Somehow, even though Daisy and I had seen the body with our own eyes, I did not quite believe that the crime was real until we came back home from the doctor’s office this afternoon.

Before that moment, it all just seemed like a bad dream, the very worst sort – like the one I have some­ times where we’re investigating a case and I realize, like a slow shiver going up the back of my neck, that the murderer is after Daisy, and there is nothing I can do about it.

But, unlike those dreams, this time I cannot wake up, no matter how hard I pinch myself. And I know that I ought to have been able to stop what happened.

Daisy says that this is nonsense. She says, wrinkling her nose, that I could not have stopped anything – and, in fact, if I had been on the spot, I might have ended up murdered too. Like much of what Daisy says, this is true, though not particularly comforting. But all the same, I cannot shake the feeling that I’ve failed.

You see, I have come back to Hong Kong. Here it is beautiful and bright, the air is warm and heavy and I am at home. No one looks at me oddly. I’m not strange, and that is a wonderful feeling, like opening up your hand and realizing that you have been clenching the muscles of it for far too long.

But, all the same, some things have changed in un­ comfortable ways. I have been in England for almost two years, and while I was there I learned how to be not only an English schoolgirl and a best friend but also a detective. That is what the friendship between Daisy and me is all about, after all. We are secretly detectives, and have solved five murder cases so far, and, although it is not exactly true to say that we helped the victims, we did at least find out the truth about their deaths when the police could not.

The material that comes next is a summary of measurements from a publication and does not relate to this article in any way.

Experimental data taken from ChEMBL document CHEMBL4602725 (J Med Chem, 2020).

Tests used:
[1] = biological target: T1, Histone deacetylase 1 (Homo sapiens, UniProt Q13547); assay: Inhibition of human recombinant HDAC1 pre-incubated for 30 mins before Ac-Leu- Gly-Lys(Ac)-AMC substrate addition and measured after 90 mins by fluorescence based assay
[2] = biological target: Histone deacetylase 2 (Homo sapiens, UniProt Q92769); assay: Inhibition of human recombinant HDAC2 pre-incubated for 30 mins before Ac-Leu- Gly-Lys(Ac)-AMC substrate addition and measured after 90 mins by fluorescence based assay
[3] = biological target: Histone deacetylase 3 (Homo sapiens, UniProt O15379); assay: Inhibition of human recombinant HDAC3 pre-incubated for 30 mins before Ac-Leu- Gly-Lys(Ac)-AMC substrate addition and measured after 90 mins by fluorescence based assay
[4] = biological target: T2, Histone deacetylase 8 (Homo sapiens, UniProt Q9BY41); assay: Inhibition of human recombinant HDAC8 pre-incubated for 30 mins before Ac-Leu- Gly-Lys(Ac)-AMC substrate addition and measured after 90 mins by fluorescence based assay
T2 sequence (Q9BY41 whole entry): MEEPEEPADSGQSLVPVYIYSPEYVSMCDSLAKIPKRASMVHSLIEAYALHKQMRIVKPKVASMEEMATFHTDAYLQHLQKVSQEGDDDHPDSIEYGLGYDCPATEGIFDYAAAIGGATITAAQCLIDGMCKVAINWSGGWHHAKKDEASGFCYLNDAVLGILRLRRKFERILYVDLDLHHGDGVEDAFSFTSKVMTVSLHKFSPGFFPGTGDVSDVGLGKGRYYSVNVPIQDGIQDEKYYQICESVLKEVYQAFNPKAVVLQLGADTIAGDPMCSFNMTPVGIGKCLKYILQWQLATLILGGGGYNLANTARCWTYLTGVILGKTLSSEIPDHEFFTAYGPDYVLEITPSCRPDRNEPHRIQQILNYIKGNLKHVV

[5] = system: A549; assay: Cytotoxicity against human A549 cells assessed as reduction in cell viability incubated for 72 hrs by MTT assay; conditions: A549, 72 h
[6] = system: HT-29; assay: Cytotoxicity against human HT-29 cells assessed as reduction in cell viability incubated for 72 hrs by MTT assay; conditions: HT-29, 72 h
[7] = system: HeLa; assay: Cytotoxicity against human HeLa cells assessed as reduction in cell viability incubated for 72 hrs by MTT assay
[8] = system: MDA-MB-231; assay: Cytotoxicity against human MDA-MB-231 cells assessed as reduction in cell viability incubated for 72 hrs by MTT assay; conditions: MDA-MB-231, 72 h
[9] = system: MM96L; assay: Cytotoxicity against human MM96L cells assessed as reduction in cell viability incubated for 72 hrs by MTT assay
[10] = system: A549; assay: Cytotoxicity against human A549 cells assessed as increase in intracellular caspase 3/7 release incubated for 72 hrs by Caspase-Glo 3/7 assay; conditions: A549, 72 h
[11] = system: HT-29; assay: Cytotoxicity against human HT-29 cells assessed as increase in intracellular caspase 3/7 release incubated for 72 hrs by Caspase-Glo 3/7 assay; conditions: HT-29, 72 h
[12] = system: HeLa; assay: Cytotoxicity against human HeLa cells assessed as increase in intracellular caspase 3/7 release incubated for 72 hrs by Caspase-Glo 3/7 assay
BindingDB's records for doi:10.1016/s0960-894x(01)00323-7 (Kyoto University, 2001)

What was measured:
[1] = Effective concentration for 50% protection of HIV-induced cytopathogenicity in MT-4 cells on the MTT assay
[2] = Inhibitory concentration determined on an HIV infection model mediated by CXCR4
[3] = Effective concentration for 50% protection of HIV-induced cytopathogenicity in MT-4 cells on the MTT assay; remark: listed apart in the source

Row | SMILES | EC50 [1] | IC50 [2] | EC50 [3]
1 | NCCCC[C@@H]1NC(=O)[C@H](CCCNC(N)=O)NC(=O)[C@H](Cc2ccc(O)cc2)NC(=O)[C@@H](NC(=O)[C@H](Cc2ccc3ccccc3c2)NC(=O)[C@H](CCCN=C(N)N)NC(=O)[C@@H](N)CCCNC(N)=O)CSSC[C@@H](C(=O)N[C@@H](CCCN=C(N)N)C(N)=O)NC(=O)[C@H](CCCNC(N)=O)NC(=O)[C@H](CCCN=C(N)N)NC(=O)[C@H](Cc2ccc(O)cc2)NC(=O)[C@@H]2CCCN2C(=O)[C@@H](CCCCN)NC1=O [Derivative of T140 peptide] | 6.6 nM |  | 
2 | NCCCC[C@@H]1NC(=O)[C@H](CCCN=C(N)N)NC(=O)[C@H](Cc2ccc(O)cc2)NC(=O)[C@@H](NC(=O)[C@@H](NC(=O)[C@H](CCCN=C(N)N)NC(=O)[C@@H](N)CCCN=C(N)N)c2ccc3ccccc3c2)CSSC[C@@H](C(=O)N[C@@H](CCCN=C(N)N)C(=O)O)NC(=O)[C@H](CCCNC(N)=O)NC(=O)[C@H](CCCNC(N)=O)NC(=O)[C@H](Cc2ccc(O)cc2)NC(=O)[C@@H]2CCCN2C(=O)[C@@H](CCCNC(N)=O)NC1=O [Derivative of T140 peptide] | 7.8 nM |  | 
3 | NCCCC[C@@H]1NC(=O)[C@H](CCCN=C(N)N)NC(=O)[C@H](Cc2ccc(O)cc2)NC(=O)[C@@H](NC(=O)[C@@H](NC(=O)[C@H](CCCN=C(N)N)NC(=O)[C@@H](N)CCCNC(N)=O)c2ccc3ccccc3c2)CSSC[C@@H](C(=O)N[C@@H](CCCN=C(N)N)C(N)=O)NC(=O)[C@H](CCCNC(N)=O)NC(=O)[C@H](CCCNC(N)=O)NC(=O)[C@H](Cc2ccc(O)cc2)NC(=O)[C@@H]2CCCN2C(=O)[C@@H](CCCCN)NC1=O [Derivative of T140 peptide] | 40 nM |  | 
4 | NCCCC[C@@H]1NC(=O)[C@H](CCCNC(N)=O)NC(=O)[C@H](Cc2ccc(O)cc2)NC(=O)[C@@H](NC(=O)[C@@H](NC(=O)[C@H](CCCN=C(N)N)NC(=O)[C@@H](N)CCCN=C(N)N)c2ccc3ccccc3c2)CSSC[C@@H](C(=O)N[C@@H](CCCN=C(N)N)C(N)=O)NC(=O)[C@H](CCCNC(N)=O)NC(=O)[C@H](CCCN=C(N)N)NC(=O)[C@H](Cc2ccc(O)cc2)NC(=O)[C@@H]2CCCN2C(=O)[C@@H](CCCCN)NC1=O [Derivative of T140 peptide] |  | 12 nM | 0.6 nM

But in Hong Kong I am with my family, who remember me as the smaller, younger Hazel I was when I stepped onto the boat to go to Deepdean. It’s harder to be brave and grown­up and sensible when all I’m expected to be is dutiful, a good daughter and a good older sister. It’s particularly hard to be the second, because— But I am getting ahead of myself. Daisy says to tell things in order as much as possible, and she is right. At least I have not forgotten how to lay out a case in a new notebook, the one Daisy gave me for Christmas.

All I will say before I go back to the moment when everything started – this journey, this crime – is that a terrible thing has happened, a thing that the Detective Society must investigate. And we will – but this time I am stuck in the very middle of the case. I am not just a detective, I’m a witness. And I think that I might even be a suspect.

  • A Spoonful of Murder

    A Murder Most Unladylike Mystery

  • Shortlisted in the Children's Category in the National Book Awards 2018!

    It's the sixth murder mystery for The Detective Society! This time, though, one of them is the suspect...

    'Carries the Murder Most Unladylike mysteries into new heights . . . meticulously plotted and consistently delightful, and I can't recommend it enough' New Statesman

    'Superb' Telegraph


    When Hazel Wong's beloved grandfather passes away, Daisy Wells is all too happy to accompany her friend (and Detective Society Vice-President) to Hazel's family estate in beautiful, bustling Hong Kong.

    But when they arrive they discover something they didn't expect: there's a new member of the Wong family.

    Daisy and Hazel think baby Teddy is enough to deal with, but as always the girls are never far from a mystery.

    Tragedy strikes very close to home, and this time Hazel isn't just the detective. She's been framed for murder.

    The girls must work together like never before, confronting dangerous gangs, mysterious suspects and sinister private detectives to solve the murder and clear Hazel's name - before it's too late . . .

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